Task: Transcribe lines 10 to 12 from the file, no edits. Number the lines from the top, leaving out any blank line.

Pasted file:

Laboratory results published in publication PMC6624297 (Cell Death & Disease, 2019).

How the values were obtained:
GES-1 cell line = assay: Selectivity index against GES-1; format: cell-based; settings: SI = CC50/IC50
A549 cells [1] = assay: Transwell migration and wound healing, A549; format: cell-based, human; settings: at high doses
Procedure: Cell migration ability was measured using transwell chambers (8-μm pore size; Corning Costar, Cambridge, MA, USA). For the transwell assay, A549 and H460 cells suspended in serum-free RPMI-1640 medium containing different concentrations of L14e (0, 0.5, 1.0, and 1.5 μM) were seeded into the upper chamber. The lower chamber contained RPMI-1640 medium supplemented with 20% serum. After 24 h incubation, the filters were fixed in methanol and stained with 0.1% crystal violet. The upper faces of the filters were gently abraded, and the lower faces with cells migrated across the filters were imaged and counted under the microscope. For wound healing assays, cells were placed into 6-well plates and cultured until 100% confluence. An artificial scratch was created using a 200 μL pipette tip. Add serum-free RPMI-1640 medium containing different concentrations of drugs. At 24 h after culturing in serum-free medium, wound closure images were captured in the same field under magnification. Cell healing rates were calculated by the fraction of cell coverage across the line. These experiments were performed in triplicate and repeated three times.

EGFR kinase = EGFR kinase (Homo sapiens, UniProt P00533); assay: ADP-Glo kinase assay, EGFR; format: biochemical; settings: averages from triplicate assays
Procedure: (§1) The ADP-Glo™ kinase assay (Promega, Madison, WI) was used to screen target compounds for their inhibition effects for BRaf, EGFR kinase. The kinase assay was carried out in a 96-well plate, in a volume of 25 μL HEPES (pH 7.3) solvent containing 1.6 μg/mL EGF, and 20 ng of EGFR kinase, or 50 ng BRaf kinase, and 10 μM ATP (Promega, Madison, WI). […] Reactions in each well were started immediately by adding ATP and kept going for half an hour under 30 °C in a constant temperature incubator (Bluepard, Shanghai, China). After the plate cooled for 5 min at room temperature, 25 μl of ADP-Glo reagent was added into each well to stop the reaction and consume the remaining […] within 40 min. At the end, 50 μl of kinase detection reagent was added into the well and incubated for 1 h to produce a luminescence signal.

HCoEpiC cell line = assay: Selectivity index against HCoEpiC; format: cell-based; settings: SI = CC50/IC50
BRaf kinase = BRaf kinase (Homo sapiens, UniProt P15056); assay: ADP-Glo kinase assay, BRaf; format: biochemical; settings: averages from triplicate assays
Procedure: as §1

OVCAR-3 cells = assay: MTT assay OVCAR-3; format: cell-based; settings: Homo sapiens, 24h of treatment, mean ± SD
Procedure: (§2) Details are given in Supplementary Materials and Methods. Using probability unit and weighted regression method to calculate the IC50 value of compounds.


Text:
Procedure: as §1

OVCAR-3 cells = assay: MTT assay OVCAR-3; format: cell-based; settings: Homo sapiens, 24h of treatment, mean ± SD
Procedure: (§2) Details are given in Supplementary Materials and Methods. Using probability unit and weighted regression method to calculate the IC50 value of compounds.